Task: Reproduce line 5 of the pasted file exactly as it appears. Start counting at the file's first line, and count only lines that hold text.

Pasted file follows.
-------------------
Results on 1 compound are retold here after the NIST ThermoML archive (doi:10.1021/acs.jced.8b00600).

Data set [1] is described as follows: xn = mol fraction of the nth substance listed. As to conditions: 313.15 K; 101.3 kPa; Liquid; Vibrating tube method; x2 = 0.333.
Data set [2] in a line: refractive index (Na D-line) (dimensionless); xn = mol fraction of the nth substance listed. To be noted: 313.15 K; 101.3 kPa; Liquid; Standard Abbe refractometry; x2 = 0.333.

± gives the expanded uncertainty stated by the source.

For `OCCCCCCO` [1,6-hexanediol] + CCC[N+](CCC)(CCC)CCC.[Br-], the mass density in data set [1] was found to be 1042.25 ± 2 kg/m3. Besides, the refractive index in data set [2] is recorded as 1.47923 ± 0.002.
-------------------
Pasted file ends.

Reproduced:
For `OCCCCCCO` [1,6-hexanediol] + CCC[N+](CCC)(CCC)CCC.[Br-], the mass density in data set [1] was found to be 1042.25 ± 2 kg/m3. Besides, the refractive index in data set [2] is recorded as 1.47923 ± 0.002.